“Growing up in Northern Ontario provided me with a strong affinity for the natural environment that was so eloquently responded to by Tom Thomson and his colleagues. The concept of this painting grew out of a number of forays into Algonquin over the years. From its conception I intended Algonquin to be a subtle tribute to Tom Thomson. But I also wanted it to be a response to the natural beauty that so typifies the grandeur of Ontario’s first provincial park.” - Ken Danby.

Danby's sports paintings are among his best-loved images, among them "Lacing Up" and "Hockey Night in Canada", a tribute to 50 years of CBC coverage of the game.

He was also sought after for commissions, painting both Gordie Howe and Tim Horton, and designing an Olympic coin for the Royal Mint in 1975. Both his 1968 painting of Trudeau and his 1973 painting of Robert Stanfield graced the covers of Time magazine. Another of his famous works is "Sunbather", also done in 1972.

Later Years

In 1975 Danby was elected a member of the Royal Canadian Academy of Arts. He has also been a recipient of the Jessie Dow Prize, the 125th Anniversary Commemorative Medal of Canada, the City of Sault Ste. Marie's Award of Merit and both the Queen's Silver and Golden Jubilee Medals.

Taking his success in stride, in the 1980s Ken Danby prepared a series of watercolours on the Americas Cup and the Canadian athletes at the 1984 Winter Olympics in Sarajevo. Danby has served on the governing board of the Canada Council and as a member of the Board of Trustees of the National Gallery of Canada.

In 1997 Danby received an Honorary Doctorate of Fine Arts from Laurentian University in Sudbury, Ontario.

In 2001 he was vested in both the Order of Ontario and the Order of Canada and on September 30th 2006 Ken Danby became one of the first ten inductees into Sault Ste. Marie's Walk of Fame.

Wayne Gretzky appears with artist Ken Danby at the unveiling of The Great Farewell, Gretzky's official retirement portrait by Danby in May 2001.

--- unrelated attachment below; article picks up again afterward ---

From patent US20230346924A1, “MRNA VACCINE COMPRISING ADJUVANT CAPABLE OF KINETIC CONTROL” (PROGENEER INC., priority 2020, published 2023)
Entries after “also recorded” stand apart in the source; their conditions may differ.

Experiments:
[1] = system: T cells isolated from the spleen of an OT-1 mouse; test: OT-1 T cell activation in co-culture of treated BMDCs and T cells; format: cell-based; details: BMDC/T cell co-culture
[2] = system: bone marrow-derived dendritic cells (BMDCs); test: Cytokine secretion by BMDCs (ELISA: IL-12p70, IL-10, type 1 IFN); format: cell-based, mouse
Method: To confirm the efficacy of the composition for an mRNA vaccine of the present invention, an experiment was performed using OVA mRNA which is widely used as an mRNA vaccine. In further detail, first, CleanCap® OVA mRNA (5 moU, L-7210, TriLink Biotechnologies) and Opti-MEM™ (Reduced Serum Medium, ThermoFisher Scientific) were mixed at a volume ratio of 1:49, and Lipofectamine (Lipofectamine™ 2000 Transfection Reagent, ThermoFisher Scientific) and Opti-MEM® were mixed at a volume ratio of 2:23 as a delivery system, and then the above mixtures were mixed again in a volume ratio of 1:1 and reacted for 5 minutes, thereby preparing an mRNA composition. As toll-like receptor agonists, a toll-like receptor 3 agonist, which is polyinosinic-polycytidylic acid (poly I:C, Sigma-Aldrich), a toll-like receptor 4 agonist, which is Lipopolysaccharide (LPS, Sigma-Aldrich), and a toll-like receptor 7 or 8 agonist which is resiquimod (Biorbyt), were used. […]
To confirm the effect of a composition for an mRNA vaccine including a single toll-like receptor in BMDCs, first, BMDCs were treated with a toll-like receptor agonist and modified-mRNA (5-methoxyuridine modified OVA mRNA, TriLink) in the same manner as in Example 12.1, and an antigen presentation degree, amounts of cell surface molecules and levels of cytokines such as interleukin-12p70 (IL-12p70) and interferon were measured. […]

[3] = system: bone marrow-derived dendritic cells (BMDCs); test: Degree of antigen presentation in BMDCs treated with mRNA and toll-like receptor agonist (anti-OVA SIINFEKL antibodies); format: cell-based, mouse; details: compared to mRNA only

Ken Danby is one of only a few contemporary artists who have created paintings that make the transition from artwork to cultural icon. While the popularity of his work and his contributions to the arts make him a celebrity in Canada, it is his outstanding timeless images that have earned him international recognition as one of the foremost photorealist artists. Danby was frequently compared with fellow Canadian photorealists Christopher and Mary Pratt.

While many Canadians connect Danby with hockey images, Ken Danby himself points out they make up only a dozen images in a long painting career.

"I still love the game," he said in a 2002 interview. "I respond to it, so there's that appeal. That there has been such a focus on them in Canada shows that I've tapped into something that has to do with Canada's soul and spirit."

He also has done portraits of Canadian icons such as singer Gordon Lightfoot and former prime minister Pierre Trudeau and he is renowned for his landscapes, including the 1997 painting "Niagara". A retrospective at the Joseph Carrier Gallery in 2004 featured 60 paintings by Ken Danby, many capturing Canadian scenes such as Lake Louise.

He didn't deliberately set out to become a Canadian icon. "I didn't set out to try and do that," he said in a 2007 interview with the Guelph Mercury. "I am Canadian … but I just respond to things I experience."

Heart Attack in Algonquin Park

On September 23, 2007, Danby collapsed from a heart attack while on a canoe trip in Algonquin Park near North Tea Lake with his wife Gillian Danby and friends. Friends phoned for help, but emergency workers were unable to revive him. He left behind a wife Gillian and three sons.

Danby is the second famous Canadian artist to die in Algonquin Park. Tom Thomson died on Canoe Lake at the park in July 1917.

Many public institutions hold Ken Danby's originals in their collections, including The Museum of Modern Art and the Brooklyn Museum in New York, The National Gallery of Canada in Ottawa, The Art Institute of Chicago, the Montreal Museum of Fine Art, Oklahoma Art Centre, The Governor General of Canada, Vancouver Art Gallery, University of California Art Gallery, The City of Jerusalem, Israel and the Bradford City Art Gallery in England.

Ken Danby's work has been the subject of several popular books, including Ken Danby, published by Clarke Irwin, Danby: Images of Sport published by MacMillan of Canada, and Ken Danby: The New Decade published by Stoddart. He is listed in numerous reference publications such as.Who's Who in Canada, Who's Who in America, Dictionary of International Biography, Who's Who in American Art, Canadian Encyclopedia, and Contemporary Artists.

More Quotes by Ken Danby

"The work has to be given its fullest opportunity to be right. I often set pieces aside for months at a time, come back and see them with fresh eyes."

"(Success) is very gratifying. But that's not the reason I do it. I don't recycle a theme just because it has been popular. But it's gratifying to be able to reach out to an audience. To have an audience is important to every artist."